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Giving an employee a fancy or creative title is one of many ways that employers try to skirt overtime laws. What they fail or refuse to understand, however, is that merely handing out a title does not negate an employer’s obligation to pay the employee overtime. This practice has recently caught the attention of several U.S. senators, who are investigating whether multiple companies are violating federal overtime requirements. Do you know your rights to overtime? We can help you protect them.

Several large employers under fire

Two dozen companies, including Pizza Hut, H&R Block, and Burger King are under investigation for potentially violating federal overtime law. The companies allegedly handed out the title of “manager” to employees performing non-managerial duties. This was apparently done in an effort to exploit part of a federal law that, under limited circumstances, allows employers to not have to pay their managers overtime. By doing this, the employers cheated their employees out of approximately $4 billion in overtime each year.

Senators Elizabeth Warren and Sherrod Brown announced the probe after a recently released report found a disturbing pattern of employers labeling their employees “managers” and paying them salaries, which (when done legally) allow them to evade traditional overtime requirements. Under federal law (the Fair Labor Standards Act, or FLSA) most hourly workers are entitled to time and a half pay for each hour worked over 40 in a week. Managers who earn a salary of at least $35,568 per year do not have to be paid overtime. However, they must actually be managers, which is where the problem arises.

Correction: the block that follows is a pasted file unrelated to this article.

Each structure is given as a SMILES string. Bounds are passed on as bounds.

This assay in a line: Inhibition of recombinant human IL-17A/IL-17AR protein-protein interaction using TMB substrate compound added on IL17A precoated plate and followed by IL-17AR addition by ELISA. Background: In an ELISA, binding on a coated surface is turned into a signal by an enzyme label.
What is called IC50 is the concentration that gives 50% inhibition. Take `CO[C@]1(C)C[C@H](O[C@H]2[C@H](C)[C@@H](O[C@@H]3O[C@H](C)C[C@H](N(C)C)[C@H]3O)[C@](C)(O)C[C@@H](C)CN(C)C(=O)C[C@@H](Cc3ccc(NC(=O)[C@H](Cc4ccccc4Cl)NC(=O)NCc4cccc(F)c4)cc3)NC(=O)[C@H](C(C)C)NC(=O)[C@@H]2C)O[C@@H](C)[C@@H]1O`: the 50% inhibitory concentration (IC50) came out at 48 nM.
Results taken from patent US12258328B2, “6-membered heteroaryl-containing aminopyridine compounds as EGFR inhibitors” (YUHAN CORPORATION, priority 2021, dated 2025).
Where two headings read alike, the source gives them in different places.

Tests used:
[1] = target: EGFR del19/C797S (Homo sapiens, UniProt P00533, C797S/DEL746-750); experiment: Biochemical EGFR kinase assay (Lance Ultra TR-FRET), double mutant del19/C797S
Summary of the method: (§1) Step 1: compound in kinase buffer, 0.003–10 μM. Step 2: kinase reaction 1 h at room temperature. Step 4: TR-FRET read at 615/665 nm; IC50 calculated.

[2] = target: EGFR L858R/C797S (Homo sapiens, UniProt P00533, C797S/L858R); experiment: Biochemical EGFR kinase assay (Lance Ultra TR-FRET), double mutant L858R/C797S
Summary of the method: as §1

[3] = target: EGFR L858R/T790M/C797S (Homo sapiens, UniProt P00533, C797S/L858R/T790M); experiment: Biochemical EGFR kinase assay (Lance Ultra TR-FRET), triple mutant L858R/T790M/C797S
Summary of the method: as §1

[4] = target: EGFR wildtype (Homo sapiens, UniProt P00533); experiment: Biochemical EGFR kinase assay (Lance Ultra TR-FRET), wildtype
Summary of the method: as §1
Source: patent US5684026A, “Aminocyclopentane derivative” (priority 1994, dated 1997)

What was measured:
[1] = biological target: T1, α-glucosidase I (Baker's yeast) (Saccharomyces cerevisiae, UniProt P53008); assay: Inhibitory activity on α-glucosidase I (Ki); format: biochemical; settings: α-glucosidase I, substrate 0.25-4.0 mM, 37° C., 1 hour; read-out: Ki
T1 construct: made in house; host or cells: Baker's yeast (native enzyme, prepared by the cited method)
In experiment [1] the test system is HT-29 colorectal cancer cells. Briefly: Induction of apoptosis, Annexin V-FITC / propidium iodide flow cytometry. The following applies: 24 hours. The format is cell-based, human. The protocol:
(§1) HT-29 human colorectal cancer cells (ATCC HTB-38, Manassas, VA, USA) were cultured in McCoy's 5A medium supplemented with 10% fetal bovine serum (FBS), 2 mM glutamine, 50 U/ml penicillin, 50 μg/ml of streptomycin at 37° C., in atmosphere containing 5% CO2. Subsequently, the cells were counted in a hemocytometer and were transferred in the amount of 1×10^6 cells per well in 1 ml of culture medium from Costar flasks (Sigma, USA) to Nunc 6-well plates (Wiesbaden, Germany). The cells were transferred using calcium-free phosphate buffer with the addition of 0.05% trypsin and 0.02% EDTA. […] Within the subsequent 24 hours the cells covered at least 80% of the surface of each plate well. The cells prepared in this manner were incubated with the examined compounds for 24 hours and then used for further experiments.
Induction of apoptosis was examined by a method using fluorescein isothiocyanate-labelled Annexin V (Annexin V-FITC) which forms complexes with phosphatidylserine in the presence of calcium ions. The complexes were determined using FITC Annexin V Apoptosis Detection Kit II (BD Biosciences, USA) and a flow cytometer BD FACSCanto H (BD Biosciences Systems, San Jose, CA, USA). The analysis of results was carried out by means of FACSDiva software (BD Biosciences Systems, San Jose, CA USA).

What does it take to be a bona fide manager?

“Manager” is not simply a title to apply to an employee in an effort to circumvent overtime laws. It matters what the employee’s actual job responsibilities are. A manager, quite simply, must occupy a management position, which under the FLSA includes such job duties as:

  • Interviewing, selecting, and training employees
  • Setting and adjusting employees’ rates of pay and hours of work
  • Directing the work of employees
  • Maintaining production or sales records for use in supervision or control
  • Appraising employees’ productivity and efficiency for the purpose of recommending promotions and other changes in employment status
  • Handling employee complaints and grievances
  • Disciplining employees
  • Planning the work that employees are to do
  • Determining the techniques to be used by employees in carrying out their duties
  • Apportioning work among the employees
  • Determining the type of materials, supplies, machinery, equipment, and/or tools to be used or merchandise to be bought, stocked, and sold by the employer
  • Controlling the flow and distribution of materials, merchandise, and/or supplies
  • Providing for the safety and security of the employees or the business property
  • Planning and controlling the company budget
  • Monitoring or implementing legal compliance measures

Therefore, it’s not enough to be paid a certain salary with a particular job title attached to it. If the employee is not responsible for managerial and or supervisory duties, there’s a good chance the title “manager” is only being used to get around overtime of other wage and hour laws.

Do You Know Your Right to Overtime?

Have you been given a questionable title such as manager, while still performing entry- or low-level job duties? Do you routinely work over 40 hours per week, but you’re paid a salary or told you don’t qualify for overtime? Our legal team stands up for the rights of workers who are denied the time and a half pay to which the law entitles them. Connect today with The Lore Law Firm by filling out our confidential client intake form.

Michael Lore is the founder of The Lore Law Firm. For over 25 years, his law practice and experience extend from representing individuals in all aspects of labor & employment law, with a concentration in class and collective actions seeking to recover unpaid back overtime wages, to matters involving executive severance negotiations, non-compete provisions and serious personal injury (work and non-work related). He has handled matters both in the state and federal courts nationwide as well as via related administrative agencies. If you have any questions about this article, you can contact Michael by using our chat functionality.